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This scales book is a classic in psychometrics. It is instrumental for survey researchers in the fields of advertising, marketing, consumer psychology, and other related fields that rely largely on attitudinal measures. My copy has gotten me through years of field research by helping provide testable, reliable scales.
Angeline Close Scheinbaum, Ph.D.
University of Texas at Austin


It is a seven-item, seven-point Likert-type scale measuring a consumer's propensity to buy brands that have price-off offers despite the amount of money involved. This measures a general tendency rather than the likelihood that the behavior occurs for any particular product category. The authors of the scale called it cents-off proneness (Burton et al. 1998; Lichtenstein, Netemeyer, and Burton 1995; Lichtenstein, Burton, and Netemeyer 1997).

Seven, seven-point Likert-type items measure a consumer's attitude about end-of-aisle displays and the tendency to buy products displayed on them. This measures a general interest in displays rather than the likelihood that the behavior occurs for any particular product category. Lichtenstein, Burton, and Netemeyer (1997) and Lichtenstein, Netemeyer, and Burton (1995) referred the scale as end-of-aisle-display proneness whereas Burton et al. (1998) called it display proneness.

Seven items with a seven-point response format are used to measure perceptions about the ability of an advertising medium to accomplish sales-related goals. As used by King, Reid, and Morrison (1997), the scale was meant to be completed by respondents knowledgeable with media planning.

Three, five-point Likert-type statements are used to measure a consumer's expressed tendency to buy products perceived to be good values for the money.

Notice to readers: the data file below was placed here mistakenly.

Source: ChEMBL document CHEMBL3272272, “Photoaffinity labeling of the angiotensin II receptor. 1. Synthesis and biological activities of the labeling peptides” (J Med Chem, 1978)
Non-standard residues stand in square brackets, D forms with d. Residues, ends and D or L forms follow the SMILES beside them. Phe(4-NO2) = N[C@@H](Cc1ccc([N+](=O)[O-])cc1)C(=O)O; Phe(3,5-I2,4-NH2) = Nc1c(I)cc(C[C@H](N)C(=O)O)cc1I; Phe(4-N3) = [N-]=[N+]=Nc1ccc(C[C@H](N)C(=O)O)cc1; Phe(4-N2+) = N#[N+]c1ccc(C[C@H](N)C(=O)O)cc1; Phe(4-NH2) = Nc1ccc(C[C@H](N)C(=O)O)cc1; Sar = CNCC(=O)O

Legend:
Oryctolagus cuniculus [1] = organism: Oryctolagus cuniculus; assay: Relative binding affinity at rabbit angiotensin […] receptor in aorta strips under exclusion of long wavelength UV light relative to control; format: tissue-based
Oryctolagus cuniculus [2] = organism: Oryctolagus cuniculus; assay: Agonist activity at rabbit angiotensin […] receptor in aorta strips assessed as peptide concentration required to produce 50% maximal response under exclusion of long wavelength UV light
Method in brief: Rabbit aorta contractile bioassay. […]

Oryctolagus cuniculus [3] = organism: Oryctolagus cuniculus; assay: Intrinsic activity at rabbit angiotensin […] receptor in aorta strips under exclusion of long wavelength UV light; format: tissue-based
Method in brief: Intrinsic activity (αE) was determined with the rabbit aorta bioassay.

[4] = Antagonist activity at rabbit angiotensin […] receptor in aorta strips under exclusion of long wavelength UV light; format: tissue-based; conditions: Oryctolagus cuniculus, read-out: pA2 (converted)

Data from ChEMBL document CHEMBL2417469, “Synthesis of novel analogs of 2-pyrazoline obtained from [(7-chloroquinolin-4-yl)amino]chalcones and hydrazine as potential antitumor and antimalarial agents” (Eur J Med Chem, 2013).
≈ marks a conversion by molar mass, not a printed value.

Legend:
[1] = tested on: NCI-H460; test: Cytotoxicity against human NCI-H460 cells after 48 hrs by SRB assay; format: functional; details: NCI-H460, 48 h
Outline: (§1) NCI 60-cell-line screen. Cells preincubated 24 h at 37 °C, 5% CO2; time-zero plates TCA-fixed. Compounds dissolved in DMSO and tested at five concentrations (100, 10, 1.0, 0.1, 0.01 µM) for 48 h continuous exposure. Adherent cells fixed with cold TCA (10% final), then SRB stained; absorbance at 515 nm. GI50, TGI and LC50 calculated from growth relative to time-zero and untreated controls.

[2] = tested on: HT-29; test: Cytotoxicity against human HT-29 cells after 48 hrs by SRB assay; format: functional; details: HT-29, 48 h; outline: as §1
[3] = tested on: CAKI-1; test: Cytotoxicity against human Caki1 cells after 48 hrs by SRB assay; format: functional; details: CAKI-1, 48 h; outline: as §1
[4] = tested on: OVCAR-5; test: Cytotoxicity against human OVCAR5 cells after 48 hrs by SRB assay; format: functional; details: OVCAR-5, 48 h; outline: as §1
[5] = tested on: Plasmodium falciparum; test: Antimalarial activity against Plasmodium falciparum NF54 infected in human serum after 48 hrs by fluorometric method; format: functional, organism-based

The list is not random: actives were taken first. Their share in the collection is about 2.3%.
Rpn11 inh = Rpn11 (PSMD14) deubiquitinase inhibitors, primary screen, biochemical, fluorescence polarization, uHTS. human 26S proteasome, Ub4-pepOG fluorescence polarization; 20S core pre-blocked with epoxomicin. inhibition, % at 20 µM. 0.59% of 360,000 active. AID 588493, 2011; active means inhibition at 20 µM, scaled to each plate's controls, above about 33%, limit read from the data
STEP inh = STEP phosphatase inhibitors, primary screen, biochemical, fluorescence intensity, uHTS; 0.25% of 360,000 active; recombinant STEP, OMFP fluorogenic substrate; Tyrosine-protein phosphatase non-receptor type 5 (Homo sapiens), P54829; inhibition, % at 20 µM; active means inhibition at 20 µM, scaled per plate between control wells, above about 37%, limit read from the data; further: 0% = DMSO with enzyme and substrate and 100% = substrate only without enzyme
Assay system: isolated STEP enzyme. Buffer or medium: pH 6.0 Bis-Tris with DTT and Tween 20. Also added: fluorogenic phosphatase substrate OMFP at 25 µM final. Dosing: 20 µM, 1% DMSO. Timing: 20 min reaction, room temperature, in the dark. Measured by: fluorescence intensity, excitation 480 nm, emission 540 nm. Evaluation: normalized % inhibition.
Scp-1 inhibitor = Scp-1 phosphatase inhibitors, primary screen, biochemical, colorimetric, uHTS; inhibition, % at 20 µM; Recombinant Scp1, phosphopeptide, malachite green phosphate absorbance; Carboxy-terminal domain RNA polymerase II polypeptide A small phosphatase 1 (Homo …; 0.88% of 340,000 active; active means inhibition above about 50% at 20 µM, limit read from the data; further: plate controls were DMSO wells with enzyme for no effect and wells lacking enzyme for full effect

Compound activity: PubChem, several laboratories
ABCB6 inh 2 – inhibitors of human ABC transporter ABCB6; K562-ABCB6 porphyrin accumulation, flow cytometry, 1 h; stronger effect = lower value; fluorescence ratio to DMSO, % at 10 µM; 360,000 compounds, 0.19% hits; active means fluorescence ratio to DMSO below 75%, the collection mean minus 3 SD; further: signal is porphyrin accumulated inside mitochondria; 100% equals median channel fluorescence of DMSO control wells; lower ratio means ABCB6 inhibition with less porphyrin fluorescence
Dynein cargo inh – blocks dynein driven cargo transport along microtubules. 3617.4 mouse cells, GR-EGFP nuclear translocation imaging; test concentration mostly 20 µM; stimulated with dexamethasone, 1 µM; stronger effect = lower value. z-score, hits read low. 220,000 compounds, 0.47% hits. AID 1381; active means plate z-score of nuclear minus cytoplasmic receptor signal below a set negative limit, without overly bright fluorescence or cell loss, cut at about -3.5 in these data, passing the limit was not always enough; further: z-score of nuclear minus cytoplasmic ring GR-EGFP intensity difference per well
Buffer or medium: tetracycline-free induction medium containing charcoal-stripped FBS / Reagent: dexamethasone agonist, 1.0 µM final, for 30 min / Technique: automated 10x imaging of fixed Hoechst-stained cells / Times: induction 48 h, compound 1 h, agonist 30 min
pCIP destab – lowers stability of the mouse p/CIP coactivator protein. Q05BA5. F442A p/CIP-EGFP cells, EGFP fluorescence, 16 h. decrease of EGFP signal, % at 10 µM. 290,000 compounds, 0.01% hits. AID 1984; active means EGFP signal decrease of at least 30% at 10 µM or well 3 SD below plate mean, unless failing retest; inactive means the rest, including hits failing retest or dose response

Seven-point Likert-type statements are used to measure the perceived value of a deal involving a certain product offered at a certain price. The product examined in the study by Urbany, Bearden, and Weilbaker (1988) was televisions and a three-item scale was employed. In the study by Grewal, Marmorstein, and Sharma (1996), a four-item version of the scale was used to evaluate a shirt.

Four, five-point Likert-type items are intended to measure a shopping orientation characterized by a consumer's focus on buying products that are low priced, on sale, or are considered to be good values for the money.

Three items are purported to measure the extent of sensitivity a consumer has to sale-promotion activity at a shopping center. Two of the items were answered using a five-point Likert-type scale. The response format for the third item was apparently open-ended, and answers of four or more were collapsed into one category, yielding a five-point scale (0 to 4).

The three, five-point items are intended to capture a consumer's attitude toward the use of coupons for grocery products.

This is a four-item, six-point, Likert-type scale that measures a person's interest in ads involving sales. It was referred to as advertising special shopper by Lumpkin (1985).